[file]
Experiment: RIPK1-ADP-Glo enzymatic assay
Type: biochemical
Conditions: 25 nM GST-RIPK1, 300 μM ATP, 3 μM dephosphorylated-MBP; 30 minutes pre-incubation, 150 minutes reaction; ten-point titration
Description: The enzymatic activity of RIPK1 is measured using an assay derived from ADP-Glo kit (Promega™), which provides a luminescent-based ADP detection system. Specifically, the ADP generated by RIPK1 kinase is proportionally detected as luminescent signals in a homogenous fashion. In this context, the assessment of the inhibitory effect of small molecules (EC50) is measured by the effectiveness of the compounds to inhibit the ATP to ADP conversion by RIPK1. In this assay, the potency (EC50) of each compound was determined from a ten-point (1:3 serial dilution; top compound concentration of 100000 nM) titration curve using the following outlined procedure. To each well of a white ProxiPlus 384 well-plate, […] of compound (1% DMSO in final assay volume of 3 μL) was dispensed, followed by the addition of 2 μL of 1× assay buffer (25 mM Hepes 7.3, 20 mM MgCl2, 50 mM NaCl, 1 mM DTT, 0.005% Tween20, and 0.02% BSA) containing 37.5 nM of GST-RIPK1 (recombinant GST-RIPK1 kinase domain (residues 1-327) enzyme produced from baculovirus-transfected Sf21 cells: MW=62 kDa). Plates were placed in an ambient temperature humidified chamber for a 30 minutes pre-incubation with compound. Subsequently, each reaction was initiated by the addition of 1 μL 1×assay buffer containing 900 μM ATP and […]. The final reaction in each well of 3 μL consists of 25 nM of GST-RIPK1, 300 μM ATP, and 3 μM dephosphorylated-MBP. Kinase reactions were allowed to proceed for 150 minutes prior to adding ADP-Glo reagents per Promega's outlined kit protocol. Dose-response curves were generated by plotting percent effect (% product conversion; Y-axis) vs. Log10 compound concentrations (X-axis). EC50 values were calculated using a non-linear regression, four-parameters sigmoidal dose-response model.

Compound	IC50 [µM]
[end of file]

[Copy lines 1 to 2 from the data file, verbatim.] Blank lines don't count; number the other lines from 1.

Experiment: RIPK1-ADP-Glo enzymatic assay
Type: biochemical